The encounter becomes especially awkward for the woman because it occurs in the light of day – at noon. The Samaritan woman was well aware of her place in the world.
What was Jesus thinking? That it was okay for a man to be talking to a woman in the middle of the day? That it was okay for a Jew to be talking to a Samaritan? That it was okay to be seen with a woman who had been married five times?
She knew the power of the division between Samaritans and Jews. Yet he dared to ask her for a drink of water. He could have said he had no container with which to draw water. He could have said that he was simply thirsty for a drink. (The Christian Century, Volume 131, Number 6, Chicago, Illinois, March 19, 2014, page 20)
Instead, he said, “If you knew the gift of God and who it is that is saying to you, ‘Give me a drink,’ you would have asked him, and he would have given you living water.” (John 4:11) “He asked his question to provoke the response he knew would come” from the woman. A Jew does not ask a Samaritan for water and a Samaritan would not feel obliged to do so. Yet Jesus asked and in his asking we see God’s desire to break down all of the divisions that we create.
Much may be made of the fact that the Samaritan woman came to believe Jesus was the Messiah because of what he said to her, “I am he, the one who is speaking to you.” (John 4:26) Or of how Jesus told her everything she had ever done. (John 4:29)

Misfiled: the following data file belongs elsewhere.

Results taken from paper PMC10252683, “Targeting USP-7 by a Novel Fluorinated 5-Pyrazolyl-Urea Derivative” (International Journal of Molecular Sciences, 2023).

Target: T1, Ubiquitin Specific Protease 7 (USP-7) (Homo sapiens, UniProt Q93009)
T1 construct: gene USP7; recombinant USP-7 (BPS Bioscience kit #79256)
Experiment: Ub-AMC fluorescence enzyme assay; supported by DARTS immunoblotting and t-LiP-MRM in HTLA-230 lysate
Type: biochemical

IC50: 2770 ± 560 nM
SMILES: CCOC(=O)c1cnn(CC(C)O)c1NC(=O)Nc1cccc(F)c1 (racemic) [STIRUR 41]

I would contend that she as well as the other Samaritans from that city believed in him not because of what he said but because of he did. I have said this in the past that everything about the Samaritan woman was wrong, wrong, wrong according to the society in which she lived.
Wrong gender, wrong ethnicity, wrong class, wrong religion, wrong marital status. By simply saying to her, “Give me a drink,” Jesus changed her life forever. He stopped at the well and talked with her. He did not judge her for having been married five times. He did not judge her because her ancestors worshiped on a mountain and not in Jerusalem. He simply asked for a drink of water. He told her everything she ever did and loved her anyway; that is what saved her life.
In one sense Jesus may have been the ultimate “Divergent”—fitting in nowhere and everywhere at the same time. He should not have sat down at well in the middle of the day but he did. He should not have asked the Samaritan woman for a drink of water, but he did. He should not have engaged her in conversation about her family life and faith, but he did.
Jesus saw beyond the factions and divisions. It was as though he were saying to the Samaritan woman: “You are you, and nobody else. Do not let others define you. Do not let others put you into one of their slots. You are unique – you are loved.” As we look about our lives and our world, may we also see beyond the factions and divisions to the common life we share as children of God and as brothers and sisters to one another.